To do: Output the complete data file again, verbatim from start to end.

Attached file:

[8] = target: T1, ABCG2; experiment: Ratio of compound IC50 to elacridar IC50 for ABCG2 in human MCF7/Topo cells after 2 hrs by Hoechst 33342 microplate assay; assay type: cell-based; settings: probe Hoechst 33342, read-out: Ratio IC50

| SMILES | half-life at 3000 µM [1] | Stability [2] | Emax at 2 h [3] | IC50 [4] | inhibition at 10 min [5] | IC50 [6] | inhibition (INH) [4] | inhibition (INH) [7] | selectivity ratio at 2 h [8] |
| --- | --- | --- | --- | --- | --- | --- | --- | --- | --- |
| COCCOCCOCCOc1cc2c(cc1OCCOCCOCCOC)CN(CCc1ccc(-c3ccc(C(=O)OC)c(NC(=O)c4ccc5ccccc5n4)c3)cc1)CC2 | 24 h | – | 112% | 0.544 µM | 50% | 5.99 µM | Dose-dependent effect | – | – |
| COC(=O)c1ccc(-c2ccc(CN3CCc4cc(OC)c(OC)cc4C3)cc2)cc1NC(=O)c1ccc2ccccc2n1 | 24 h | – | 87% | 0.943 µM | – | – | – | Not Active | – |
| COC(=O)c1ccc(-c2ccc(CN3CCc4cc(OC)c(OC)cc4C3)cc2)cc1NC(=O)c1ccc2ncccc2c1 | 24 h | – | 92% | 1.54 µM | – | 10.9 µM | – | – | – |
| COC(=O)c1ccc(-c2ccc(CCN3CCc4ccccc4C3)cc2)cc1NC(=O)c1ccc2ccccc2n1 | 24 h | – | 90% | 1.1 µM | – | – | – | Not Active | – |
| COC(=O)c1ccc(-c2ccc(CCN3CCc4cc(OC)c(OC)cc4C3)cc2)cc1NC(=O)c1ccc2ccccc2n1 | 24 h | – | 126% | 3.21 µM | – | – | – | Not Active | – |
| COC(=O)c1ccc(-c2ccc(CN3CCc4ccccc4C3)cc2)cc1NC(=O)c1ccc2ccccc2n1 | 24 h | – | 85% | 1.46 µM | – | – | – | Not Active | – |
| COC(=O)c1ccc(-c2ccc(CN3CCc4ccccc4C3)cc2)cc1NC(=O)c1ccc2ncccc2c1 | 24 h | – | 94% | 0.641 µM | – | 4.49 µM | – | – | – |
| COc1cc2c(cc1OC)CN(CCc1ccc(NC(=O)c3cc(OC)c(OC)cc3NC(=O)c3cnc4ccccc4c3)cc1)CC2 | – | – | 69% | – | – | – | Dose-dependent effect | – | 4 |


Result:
[8] = target: T1, ABCG2; experiment: Ratio of compound IC50 to elacridar IC50 for ABCG2 in human MCF7/Topo cells after 2 hrs by Hoechst 33342 microplate assay; assay type: cell-based; settings: probe Hoechst 33342, read-out: Ratio IC50

| SMILES | half-life at 3000 µM [1] | Stability [2] | Emax at 2 h [3] | IC50 [4] | inhibition at 10 min [5] | IC50 [6] | inhibition (INH) [4] | inhibition (INH) [7] | selectivity ratio at 2 h [8] |
| --- | --- | --- | --- | --- | --- | --- | --- | --- | --- |
| COCCOCCOCCOc1cc2c(cc1OCCOCCOCCOC)CN(CCc1ccc(-c3ccc(C(=O)OC)c(NC(=O)c4ccc5ccccc5n4)c3)cc1)CC2 | 24 h | – | 112% | 0.544 µM | 50% | 5.99 µM | Dose-dependent effect | – | – |
| COC(=O)c1ccc(-c2ccc(CN3CCc4cc(OC)c(OC)cc4C3)cc2)cc1NC(=O)c1ccc2ccccc2n1 | 24 h | – | 87% | 0.943 µM | – | – | – | Not Active | – |
| COC(=O)c1ccc(-c2ccc(CN3CCc4cc(OC)c(OC)cc4C3)cc2)cc1NC(=O)c1ccc2ncccc2c1 | 24 h | – | 92% | 1.54 µM | – | 10.9 µM | – | – | – |
| COC(=O)c1ccc(-c2ccc(CCN3CCc4ccccc4C3)cc2)cc1NC(=O)c1ccc2ccccc2n1 | 24 h | – | 90% | 1.1 µM | – | – | – | Not Active | – |
| COC(=O)c1ccc(-c2ccc(CCN3CCc4cc(OC)c(OC)cc4C3)cc2)cc1NC(=O)c1ccc2ccccc2n1 | 24 h | – | 126% | 3.21 µM | – | – | – | Not Active | – |
| COC(=O)c1ccc(-c2ccc(CN3CCc4ccccc4C3)cc2)cc1NC(=O)c1ccc2ccccc2n1 | 24 h | – | 85% | 1.46 µM | – | – | – | Not Active | – |
| COC(=O)c1ccc(-c2ccc(CN3CCc4ccccc4C3)cc2)cc1NC(=O)c1ccc2ncccc2c1 | 24 h | – | 94% | 0.641 µM | – | 4.49 µM | – | – | – |
| COc1cc2c(cc1OC)CN(CCc1ccc(NC(=O)c3cc(OC)c(OC)cc3NC(=O)c3cnc4ccccc4c3)cc1)CC2 | – | – | 69% | – | – | – | Dose-dependent effect | – | 4 |